A Call for Change by ProQuest

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									editor’s note
sniffing out new ideas 7


                                                                                        fact is that not even steep discounts incite consumers to stock up on shoes they
                                                                                        do not need in the dead of winter. Price is not the deciding factor here. In our
 A Call for Change                                                                      new economic reality, consumers are hanging on to every last discretional dollar
                                                                                        before committing to any purchase he or she absolutely wants and needs.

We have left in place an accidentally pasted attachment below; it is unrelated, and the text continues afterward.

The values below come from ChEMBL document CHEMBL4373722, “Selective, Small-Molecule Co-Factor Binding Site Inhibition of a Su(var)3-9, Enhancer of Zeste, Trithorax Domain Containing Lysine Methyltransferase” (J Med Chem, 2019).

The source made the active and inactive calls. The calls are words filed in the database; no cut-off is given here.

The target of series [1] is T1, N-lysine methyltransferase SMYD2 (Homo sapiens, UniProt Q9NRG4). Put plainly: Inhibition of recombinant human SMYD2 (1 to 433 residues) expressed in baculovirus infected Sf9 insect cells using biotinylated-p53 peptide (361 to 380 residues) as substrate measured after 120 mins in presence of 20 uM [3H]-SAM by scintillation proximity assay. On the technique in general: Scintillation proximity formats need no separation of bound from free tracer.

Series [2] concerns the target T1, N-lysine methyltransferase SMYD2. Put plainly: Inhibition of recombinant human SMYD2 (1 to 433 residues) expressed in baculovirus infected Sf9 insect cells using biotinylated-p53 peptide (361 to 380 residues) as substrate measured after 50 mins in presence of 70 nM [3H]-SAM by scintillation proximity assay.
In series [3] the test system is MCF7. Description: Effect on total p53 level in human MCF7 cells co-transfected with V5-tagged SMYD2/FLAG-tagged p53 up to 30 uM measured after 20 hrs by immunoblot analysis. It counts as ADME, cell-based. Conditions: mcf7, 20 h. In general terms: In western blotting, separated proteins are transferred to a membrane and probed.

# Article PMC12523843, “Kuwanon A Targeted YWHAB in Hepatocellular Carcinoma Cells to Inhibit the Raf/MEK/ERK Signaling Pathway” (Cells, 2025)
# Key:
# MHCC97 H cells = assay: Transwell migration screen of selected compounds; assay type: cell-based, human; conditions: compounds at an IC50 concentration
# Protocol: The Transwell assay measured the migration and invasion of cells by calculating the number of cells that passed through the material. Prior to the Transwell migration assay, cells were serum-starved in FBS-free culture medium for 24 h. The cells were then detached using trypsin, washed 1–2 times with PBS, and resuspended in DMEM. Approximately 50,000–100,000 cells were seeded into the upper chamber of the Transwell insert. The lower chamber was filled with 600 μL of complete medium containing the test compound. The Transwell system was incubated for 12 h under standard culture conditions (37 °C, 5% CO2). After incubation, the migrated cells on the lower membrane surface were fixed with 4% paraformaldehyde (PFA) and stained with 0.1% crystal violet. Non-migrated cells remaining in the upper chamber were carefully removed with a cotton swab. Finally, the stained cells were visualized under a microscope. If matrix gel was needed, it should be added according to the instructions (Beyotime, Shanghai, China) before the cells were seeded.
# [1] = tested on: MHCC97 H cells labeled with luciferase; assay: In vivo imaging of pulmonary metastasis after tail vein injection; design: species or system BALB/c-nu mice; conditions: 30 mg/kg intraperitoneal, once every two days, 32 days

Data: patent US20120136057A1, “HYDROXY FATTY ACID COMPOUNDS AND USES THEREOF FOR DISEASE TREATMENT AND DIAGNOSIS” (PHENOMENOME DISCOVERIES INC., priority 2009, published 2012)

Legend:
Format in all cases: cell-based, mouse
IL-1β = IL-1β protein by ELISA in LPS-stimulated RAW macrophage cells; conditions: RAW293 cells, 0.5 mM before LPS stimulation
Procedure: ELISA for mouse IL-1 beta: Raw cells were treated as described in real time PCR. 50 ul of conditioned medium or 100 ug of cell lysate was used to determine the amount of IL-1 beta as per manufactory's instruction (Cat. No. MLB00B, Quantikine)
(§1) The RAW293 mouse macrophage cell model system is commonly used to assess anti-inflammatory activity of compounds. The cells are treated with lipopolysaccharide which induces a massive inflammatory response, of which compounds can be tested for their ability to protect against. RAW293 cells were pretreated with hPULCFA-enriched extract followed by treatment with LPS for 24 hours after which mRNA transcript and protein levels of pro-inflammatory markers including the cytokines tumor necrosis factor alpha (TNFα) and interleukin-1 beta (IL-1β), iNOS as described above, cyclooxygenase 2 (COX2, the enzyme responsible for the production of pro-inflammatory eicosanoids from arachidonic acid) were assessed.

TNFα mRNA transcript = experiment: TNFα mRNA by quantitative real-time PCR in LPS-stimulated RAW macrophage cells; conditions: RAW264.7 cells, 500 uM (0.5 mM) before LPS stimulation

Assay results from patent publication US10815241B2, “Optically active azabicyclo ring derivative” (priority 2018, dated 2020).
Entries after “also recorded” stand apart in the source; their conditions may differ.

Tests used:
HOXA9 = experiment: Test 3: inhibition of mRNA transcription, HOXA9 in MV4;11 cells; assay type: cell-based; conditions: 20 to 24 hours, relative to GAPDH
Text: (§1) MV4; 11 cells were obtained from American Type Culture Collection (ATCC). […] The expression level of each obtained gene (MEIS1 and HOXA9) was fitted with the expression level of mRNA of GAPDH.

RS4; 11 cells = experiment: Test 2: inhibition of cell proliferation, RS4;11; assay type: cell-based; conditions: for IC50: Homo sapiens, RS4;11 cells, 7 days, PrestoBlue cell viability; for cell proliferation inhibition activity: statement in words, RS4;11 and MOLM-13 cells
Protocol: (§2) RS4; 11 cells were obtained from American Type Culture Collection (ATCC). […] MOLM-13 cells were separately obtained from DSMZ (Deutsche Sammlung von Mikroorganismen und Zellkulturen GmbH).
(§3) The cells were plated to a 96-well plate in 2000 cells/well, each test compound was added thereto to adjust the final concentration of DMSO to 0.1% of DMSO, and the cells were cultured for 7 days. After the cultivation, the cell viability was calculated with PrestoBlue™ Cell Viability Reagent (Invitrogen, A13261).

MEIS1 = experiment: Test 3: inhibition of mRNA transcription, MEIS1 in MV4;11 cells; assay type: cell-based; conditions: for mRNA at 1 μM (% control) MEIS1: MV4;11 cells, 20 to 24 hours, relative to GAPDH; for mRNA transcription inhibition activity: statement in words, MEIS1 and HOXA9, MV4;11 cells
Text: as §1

FOLLOW THIS TRAIL of broken logic:                     Since we humans are often resistant to dramatic change, Liberge suggests
                                    Many wholesalers offer financial incentives          bringing in a small portion of merchandise later to see if a better margin can
                                    for retailers to commit to orders early. This       be obtained. A little hard data might go a long way in convincing all parties
                                    enables wholesalers to obtain capital to get to     that this kind of change can be good.
                                    the front of the line with their factories. Thus,      Speaking of change, I encourage you to read publisher Caroline Diaco’s in-
                                    spring merchandise begins landing on shelves        sightful Op-Ped piece on our changing trade show landscape (p. 8). Trade shows
                                    as early as January, where it then gathers dust,    as we have known them in size and scope may be changed forever. While our in-
                                    consumers having shifted to a buy 
								
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